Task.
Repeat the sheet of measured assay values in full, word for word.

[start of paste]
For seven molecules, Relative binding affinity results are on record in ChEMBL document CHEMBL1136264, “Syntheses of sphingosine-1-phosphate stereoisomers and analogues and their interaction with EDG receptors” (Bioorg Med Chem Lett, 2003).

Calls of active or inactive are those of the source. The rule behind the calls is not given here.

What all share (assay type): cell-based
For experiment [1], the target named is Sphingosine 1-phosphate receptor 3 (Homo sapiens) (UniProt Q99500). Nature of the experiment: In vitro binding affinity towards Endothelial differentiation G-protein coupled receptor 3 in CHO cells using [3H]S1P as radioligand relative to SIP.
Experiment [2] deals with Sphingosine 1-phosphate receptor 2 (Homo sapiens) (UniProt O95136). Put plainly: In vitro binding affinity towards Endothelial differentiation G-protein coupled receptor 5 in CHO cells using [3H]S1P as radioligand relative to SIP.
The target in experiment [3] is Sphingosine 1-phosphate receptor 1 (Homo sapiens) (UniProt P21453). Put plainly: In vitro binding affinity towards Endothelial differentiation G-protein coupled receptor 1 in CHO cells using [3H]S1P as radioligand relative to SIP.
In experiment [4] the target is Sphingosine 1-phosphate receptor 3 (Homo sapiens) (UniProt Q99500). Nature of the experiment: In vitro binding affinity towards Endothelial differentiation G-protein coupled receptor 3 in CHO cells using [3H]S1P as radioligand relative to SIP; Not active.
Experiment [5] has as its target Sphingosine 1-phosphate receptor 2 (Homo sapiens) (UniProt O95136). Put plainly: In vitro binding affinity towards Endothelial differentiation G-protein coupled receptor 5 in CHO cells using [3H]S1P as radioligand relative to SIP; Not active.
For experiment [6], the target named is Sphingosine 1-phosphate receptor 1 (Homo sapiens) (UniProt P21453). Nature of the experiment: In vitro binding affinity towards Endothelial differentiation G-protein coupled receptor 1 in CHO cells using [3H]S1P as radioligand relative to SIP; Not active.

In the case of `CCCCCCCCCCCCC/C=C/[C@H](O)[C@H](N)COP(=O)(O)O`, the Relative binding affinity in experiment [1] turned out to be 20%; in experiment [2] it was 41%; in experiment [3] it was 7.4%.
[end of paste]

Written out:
For seven molecules, Relative binding affinity results are on record in ChEMBL document CHEMBL1136264, “Syntheses of sphingosine-1-phosphate stereoisomers and analogues and their interaction with EDG receptors” (Bioorg Med Chem Lett, 2003).

Calls of active or inactive are those of the source. The rule behind the calls is not given here.

What all share (assay type): cell-based
For experiment [1], the target named is Sphingosine 1-phosphate receptor 3 (Homo sapiens) (UniProt Q99500). Nature of the experiment: In vitro binding affinity towards Endothelial differentiation G-protein coupled receptor 3 in CHO cells using [3H]S1P as radioligand relative to SIP.
Experiment [2] deals with Sphingosine 1-phosphate receptor 2 (Homo sapiens) (UniProt O95136). Put plainly: In vitro binding affinity towards Endothelial differentiation G-protein coupled receptor 5 in CHO cells using [3H]S1P as radioligand relative to SIP.
The target in experiment [3] is Sphingosine 1-phosphate receptor 1 (Homo sapiens) (UniProt P21453). Put plainly: In vitro binding affinity towards Endothelial differentiation G-protein coupled receptor 1 in CHO cells using [3H]S1P as radioligand relative to SIP.
In experiment [4] the target is Sphingosine 1-phosphate receptor 3 (Homo sapiens) (UniProt Q99500). Nature of the experiment: In vitro binding affinity towards Endothelial differentiation G-protein coupled receptor 3 in CHO cells using [3H]S1P as radioligand relative to SIP; Not active.
Experiment [5] has as its target Sphingosine 1-phosphate receptor 2 (Homo sapiens) (UniProt O95136). Put plainly: In vitro binding affinity towards Endothelial differentiation G-protein coupled receptor 5 in CHO cells using [3H]S1P as radioligand relative to SIP; Not active.
For experiment [6], the target named is Sphingosine 1-phosphate receptor 1 (Homo sapiens) (UniProt P21453). Nature of the experiment: In vitro binding affinity towards Endothelial differentiation G-protein coupled receptor 1 in CHO cells using [3H]S1P as radioligand relative to SIP; Not active.

In the case of `CCCCCCCCCCCCC/C=C/[C@H](O)[C@H](N)COP(=O)(O)O`, the Relative binding affinity in experiment [1] turned out to be 20%; in experiment [2] it was 41%; in experiment [3] it was 7.4%.